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A full 10 years later, the iPhone still dominates...for now

Today, 09:20 AM

Posted by Computerworld in Computerworld News

Steve Jobs would be proud of this one.

10 years after the iPhone debuted, on June 28 of 2007, the smartphone that started it all is still going strong. From the latest sales figures I’ve seen, the phone has sold well over 1 billion units worldwide. Statista claims there are 2.2 million apps in the app store.

My own fascination with the “Jesus phone” (as it was called) started on launch day. I was one of those people who happened to obtain one from Apple on the day of release, then wrote about it that same week. I remember what things were like back then. The Palm Pre was still around; Nokia still dominated. Most models by companies like Samsung and BlackBerry were still big and bulky, running a proprietary interface. (The T-Mobile G1 running Android didn’t come out until 2009.)

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Memo to IT: You do know that a mobile phone is still a phone, right?

Today, 09:02 AM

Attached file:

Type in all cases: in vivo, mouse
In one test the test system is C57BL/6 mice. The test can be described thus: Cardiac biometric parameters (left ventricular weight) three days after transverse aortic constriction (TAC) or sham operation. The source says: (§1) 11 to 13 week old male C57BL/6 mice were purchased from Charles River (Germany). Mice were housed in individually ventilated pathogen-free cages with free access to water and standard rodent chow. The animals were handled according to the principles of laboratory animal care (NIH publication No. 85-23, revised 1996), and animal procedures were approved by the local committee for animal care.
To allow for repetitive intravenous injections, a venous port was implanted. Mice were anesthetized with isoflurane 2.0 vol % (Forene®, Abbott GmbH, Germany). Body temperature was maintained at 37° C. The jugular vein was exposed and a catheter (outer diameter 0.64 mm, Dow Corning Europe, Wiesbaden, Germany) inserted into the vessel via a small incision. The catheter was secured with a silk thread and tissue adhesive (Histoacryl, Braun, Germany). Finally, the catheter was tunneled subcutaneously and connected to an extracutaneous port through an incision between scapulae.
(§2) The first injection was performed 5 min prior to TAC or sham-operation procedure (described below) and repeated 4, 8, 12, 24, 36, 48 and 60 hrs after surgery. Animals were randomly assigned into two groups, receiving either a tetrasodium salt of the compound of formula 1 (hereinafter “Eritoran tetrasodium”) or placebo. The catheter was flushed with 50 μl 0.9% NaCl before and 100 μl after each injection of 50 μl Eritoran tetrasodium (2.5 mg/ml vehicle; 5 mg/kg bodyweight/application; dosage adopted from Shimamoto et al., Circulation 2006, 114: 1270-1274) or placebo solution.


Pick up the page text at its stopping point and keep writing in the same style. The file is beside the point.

Posted by Computerworld in Computerworld News

Technologists have always been drawn to bright and shiny objects. That's why mobile development has focused on geolocation, streaming video, biometrics and impressive app gymnastics. But the core of the mobile phone — at it's heart, it is a telephone, capable of making voice calls — has generally been ignored. As Zappos has discovered, that can be very bad for business.

What the retailer figured out is that texts, emails and other customer communications are far less effective at closing sales than what Alexander Graham Bell thought up. This is one of those surprising conclusions that, if you think about, shouldn't be surprising at all. Texting and email force the customer to type everything they are saying, instead of just talking about it.

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When does support end for... Office 2007?

Today, 05:59 AM

Posted by Computerworld in Computerworld News

Businesses that remain wedded to Office 2007 have just over three months to drop Office 2007's applications and switch to a newer suite, such as Office 2016.

Office 2007's support expires Oct. 10. After that date, Microsoft will no longer supply patches for security vulnerabilities or fixes for other bugs, nor will it provide company-assisted technical support, whether free or paid, such as by-phone consultations or trouble-shooting.

Initially, Office 2007 support was set to end in April -- at the same time Windows Vista was put to pasture -- but in 2012 Microsoft extended the productivity suite's support by six months. The reason for the extra time: a little-known provision in the company's support policy that guarantees at least two years of "mainstream" support after the launch of a product's successor (in this case, Office 2010).

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